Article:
Kennedy Disease Disabilities

Early on, there is decreased recruitment and interference, with decreased motor unit action potential amplitudes. In 2-4 weeks, fibrillations will develop, with possible fasciculations. Over time, reinnervation will lead to polyphasic motor units.

Nerve conduction velocities and sensory studies are normal. Imaging:

Inflammation of the anterior spinal cord may be detected with MRI. Post-polio syndrome:

The diagnosis of PPS is by exclusion of other conditions and demonstration of progressive weakness over time.

Encephalitis caused by echovirus or coxsackie virus Meningitis

Guillain-Barre syndrome Motor polyneuropathies Acute transverse myelitis

Differential diagnosis

Therapy

Prognosis

References

Vaccination programs have tremendously decreased the incidence of poliomyelitis in developed countries. However, rare cases are still reported in countries with good vaccine programs, frequently in isolated cultures that reject modern medical care. In countries without adequate vaccination, poliomyelitis is still common.

Once a patient has poliomyelitis, the only treatment is supportive therapy. This includes physical therapy to prevent contractures and joint ankylosis, prosthetic devices, and respiratory/swallowing therapy to minimize pulmonary complications like aspiration and atelectasis. Some clinicians recommend that patients with PPS minimize their activity, but studies suggest that exercise is beneficial for PPS, too.

Respiratory failure can be caused by central depression, weakness of the respiratory muscles, or other complications (pneumonia, edema, etc.) associated with airway obstruction. Cardiovascular collapse may also occur from infection of the brainstem. These situations require intensive care with artificial ventilation.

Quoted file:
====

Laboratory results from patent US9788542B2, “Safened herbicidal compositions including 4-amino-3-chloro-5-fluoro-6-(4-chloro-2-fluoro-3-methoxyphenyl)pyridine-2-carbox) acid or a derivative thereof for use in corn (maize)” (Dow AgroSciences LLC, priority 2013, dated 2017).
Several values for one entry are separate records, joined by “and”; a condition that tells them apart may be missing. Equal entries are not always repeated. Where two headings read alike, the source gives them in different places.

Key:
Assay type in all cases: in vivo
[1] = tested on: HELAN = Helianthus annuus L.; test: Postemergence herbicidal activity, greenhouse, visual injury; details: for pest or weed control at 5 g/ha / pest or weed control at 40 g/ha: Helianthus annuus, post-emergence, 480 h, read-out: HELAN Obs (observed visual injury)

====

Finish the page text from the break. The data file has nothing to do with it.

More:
During the acute phase of polio paralysis, the mortality rate is fairly low (5-10%). Patients requiring ventilation during this period usually recover over a period of several months, during which the respiratory muscles become reinnervated and hypertrophic. Continued dependence on artificial ventilation is uncommon. In general, the prognosis for polio patients is good. Patients that later develop PPS will experience slowly worsening weakness. This does not usually cause increased disability or mortality, although deterioration of respiratory function is a rare possibility.

Dalakas MC (1995) The post-polio syndrome as an evolved clinical entity. Definition and clinical description. Annals of the New York Academy of Science 753: 68-80 Mulder DW (1995) Clinical observations on acute poliomyelitis. Annals of the New York Academy of Science 753: 1-10

Price RW, Plum F (1978) Poliomyelitis. In: Handbook of clinical neurology, vol. 32, pp 2091-2092

Rowland LP (2000) Viral infections of the nervous system: syndrome of acute anterior poliomyelitis. In: Merritt's neurology, 10th edn. pp 764-767

Trojan DA, et al (1994) Predictive factors for post-poliomyelitis syndrome. Arch Phys Med Rehab 75: 770-777

Bulbospinal muscular atrophy (Kennedy's syndrome)

Bsma Kennedy

Bulbospinal muscular atrophy (BSMA), or Kennedy's syndrome, affects the Anatomy lower (alpha) motor neurons found in the brainstem cranial nerve motor nuclei and the anterior horns of the spinal cord. On autopsy, patients with BSMA show mild atrophy of the brainstem and spinal cord. Muscle atrophy is also present, with signs of denervation and reinnervation.

The mean onset for BSMA is 30 years (range, 15-60 years). Patients exhibit Symptoms symmetrical weakness that progresses slowly over many years, and typically do not need canes or walkers until they are in their fifties or sixties. Facial, tongue, and proximal weakness are typical at presentation. Dysphagia, dysarthria, and masseter weakness are commonly observed.

As BSMA only affects lower motor neurons, there are no upper motor neuron Signs signs. Tendon reflexes are reduced or absent. Fasciculations are common in the face (Fig. 5B). Vibratory sensation may be reduced, and patients often show a mild postural tremor. Gynecomastia occurs in 50% of patients (Fig. 5A).

BSMA is an X-l inked recessive disorder, caused by a tri-nucleotide repeat Pathogenesis expansion in the first exon of the androgen receptor gene on chromosome Xq11-12. It is unknown how disruption of the androgen receptor in this way leads to specific loss of lower motor neurons, as there are other mutations in this gene that cause testicular feminization but have no affects on motor neurons.

Diagnosis Genetic: Patients with appropriate signs and symptoms are diagnosed by positive genetic testing.

Laboratory: As muscles are chronically denervated, creatine kinase levels are elevated (up to 10-fold). A muscle biopsy is frequently performed and shows evidence of denervation.